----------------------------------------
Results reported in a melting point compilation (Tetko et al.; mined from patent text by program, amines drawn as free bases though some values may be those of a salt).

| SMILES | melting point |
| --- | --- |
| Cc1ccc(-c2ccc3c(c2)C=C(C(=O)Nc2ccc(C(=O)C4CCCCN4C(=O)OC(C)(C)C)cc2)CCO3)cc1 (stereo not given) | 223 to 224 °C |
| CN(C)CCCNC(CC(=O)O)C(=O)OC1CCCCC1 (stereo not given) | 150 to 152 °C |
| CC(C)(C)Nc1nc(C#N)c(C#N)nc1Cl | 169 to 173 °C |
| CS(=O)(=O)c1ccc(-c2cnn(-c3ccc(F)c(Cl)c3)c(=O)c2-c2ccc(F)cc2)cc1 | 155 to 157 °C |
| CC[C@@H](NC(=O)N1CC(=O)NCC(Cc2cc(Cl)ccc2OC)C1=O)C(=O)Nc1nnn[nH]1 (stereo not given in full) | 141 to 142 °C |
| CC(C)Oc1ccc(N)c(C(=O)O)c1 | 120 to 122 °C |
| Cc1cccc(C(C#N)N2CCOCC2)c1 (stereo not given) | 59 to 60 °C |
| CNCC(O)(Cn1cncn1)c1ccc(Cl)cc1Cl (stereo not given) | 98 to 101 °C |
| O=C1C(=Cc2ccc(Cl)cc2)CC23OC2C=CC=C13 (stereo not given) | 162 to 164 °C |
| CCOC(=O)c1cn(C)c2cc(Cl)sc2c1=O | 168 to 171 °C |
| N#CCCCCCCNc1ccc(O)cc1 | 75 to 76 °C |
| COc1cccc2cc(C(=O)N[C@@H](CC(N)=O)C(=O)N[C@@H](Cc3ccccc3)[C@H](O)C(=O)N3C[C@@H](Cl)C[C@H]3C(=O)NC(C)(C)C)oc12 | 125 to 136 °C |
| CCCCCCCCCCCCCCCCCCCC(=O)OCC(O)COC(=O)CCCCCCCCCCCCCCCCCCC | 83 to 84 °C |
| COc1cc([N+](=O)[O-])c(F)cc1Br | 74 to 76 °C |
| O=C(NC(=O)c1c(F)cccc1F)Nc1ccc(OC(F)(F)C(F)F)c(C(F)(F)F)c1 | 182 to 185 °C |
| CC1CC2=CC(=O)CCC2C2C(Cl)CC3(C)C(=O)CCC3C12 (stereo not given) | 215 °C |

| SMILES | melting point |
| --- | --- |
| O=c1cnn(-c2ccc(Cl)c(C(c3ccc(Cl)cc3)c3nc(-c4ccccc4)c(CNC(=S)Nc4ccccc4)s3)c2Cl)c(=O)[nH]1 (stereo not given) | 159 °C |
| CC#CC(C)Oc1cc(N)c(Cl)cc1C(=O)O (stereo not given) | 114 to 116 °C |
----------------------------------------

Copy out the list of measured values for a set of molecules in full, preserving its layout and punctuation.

Results reported in a melting point compilation (Tetko et al.; mined from patent text by program, amines drawn as free bases though some values may be those of a salt).

| SMILES | melting point |
| --- | --- |
| Cc1ccc(-c2ccc3c(c2)C=C(C(=O)Nc2ccc(C(=O)C4CCCCN4C(=O)OC(C)(C)C)cc2)CCO3)cc1 (stereo not given) | 223 to 224 °C |
| CN(C)CCCNC(CC(=O)O)C(=O)OC1CCCCC1 (stereo not given) | 150 to 152 °C |
| CC(C)(C)Nc1nc(C#N)c(C#N)nc1Cl | 169 to 173 °C |
| CS(=O)(=O)c1ccc(-c2cnn(-c3ccc(F)c(Cl)c3)c(=O)c2-c2ccc(F)cc2)cc1 | 155 to 157 °C |
| CC[C@@H](NC(=O)N1CC(=O)NCC(Cc2cc(Cl)ccc2OC)C1=O)C(=O)Nc1nnn[nH]1 (stereo not given in full) | 141 to 142 °C |
| CC(C)Oc1ccc(N)c(C(=O)O)c1 | 120 to 122 °C |
| Cc1cccc(C(C#N)N2CCOCC2)c1 (stereo not given) | 59 to 60 °C |
| CNCC(O)(Cn1cncn1)c1ccc(Cl)cc1Cl (stereo not given) | 98 to 101 °C |
| O=C1C(=Cc2ccc(Cl)cc2)CC23OC2C=CC=C13 (stereo not given) | 162 to 164 °C |
| CCOC(=O)c1cn(C)c2cc(Cl)sc2c1=O | 168 to 171 °C |
| N#CCCCCCCNc1ccc(O)cc1 | 75 to 76 °C |
| COc1cccc2cc(C(=O)N[C@@H](CC(N)=O)C(=O)N[C@@H](Cc3ccccc3)[C@H](O)C(=O)N3C[C@@H](Cl)C[C@H]3C(=O)NC(C)(C)C)oc12 | 125 to 136 °C |
| CCCCCCCCCCCCCCCCCCCC(=O)OCC(O)COC(=O)CCCCCCCCCCCCCCCCCCC | 83 to 84 °C |
| COc1cc([N+](=O)[O-])c(F)cc1Br | 74 to 76 °C |
| O=C(NC(=O)c1c(F)cccc1F)Nc1ccc(OC(F)(F)C(F)F)c(C(F)(F)F)c1 | 182 to 185 °C |
| CC1CC2=CC(=O)CCC2C2C(Cl)CC3(C)C(=O)CCC3C12 (stereo not given) | 215 °C |

| SMILES | melting point |
| --- | --- |
| O=c1cnn(-c2ccc(Cl)c(C(c3ccc(Cl)cc3)c3nc(-c4ccccc4)c(CNC(=S)Nc4ccccc4)s3)c2Cl)c(=O)[nH]1 (stereo not given) | 159 °C |
| CC#CC(C)Oc1cc(N)c(Cl)cc1C(=O)O (stereo not given) | 114 to 116 °C |